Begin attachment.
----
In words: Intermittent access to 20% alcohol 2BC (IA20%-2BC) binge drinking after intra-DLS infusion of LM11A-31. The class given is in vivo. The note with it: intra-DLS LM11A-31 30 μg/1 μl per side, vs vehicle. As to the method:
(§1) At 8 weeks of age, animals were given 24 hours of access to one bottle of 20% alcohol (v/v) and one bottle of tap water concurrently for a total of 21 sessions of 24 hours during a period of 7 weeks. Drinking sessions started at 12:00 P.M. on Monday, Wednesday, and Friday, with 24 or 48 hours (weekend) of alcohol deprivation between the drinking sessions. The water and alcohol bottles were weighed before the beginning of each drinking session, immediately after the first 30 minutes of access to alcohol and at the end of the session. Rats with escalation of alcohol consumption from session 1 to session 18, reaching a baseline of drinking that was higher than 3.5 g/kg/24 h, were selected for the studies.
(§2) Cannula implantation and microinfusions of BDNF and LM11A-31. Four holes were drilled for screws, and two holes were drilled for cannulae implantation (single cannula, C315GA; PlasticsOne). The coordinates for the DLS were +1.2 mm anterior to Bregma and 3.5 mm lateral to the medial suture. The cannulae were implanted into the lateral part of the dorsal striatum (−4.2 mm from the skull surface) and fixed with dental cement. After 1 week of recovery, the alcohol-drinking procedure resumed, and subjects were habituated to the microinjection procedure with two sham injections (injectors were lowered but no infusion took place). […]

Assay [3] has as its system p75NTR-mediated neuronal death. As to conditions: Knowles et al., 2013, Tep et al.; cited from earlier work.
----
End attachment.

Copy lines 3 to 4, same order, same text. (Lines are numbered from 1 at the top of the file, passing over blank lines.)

(§2) Cannula implantation and microinfusions of BDNF and LM11A-31. Four holes were drilled for screws, and two holes were drilled for cannulae implantation (single cannula, C315GA; PlasticsOne). The coordinates for the DLS were +1.2 mm anterior to Bregma and 3.5 mm lateral to the medial suture. The cannulae were implanted into the lateral part of the dorsal striatum (−4.2 mm from the skull surface) and fixed with dental cement. After 1 week of recovery, the alcohol-drinking procedure resumed, and subjects were habituated to the microinjection procedure with two sham injections (injectors were lowered but no infusion took place). […]

Assay [3] has as its system p75NTR-mediated neuronal death. As to conditions: Knowles et al., 2013, Tep et al.; cited from earlier work.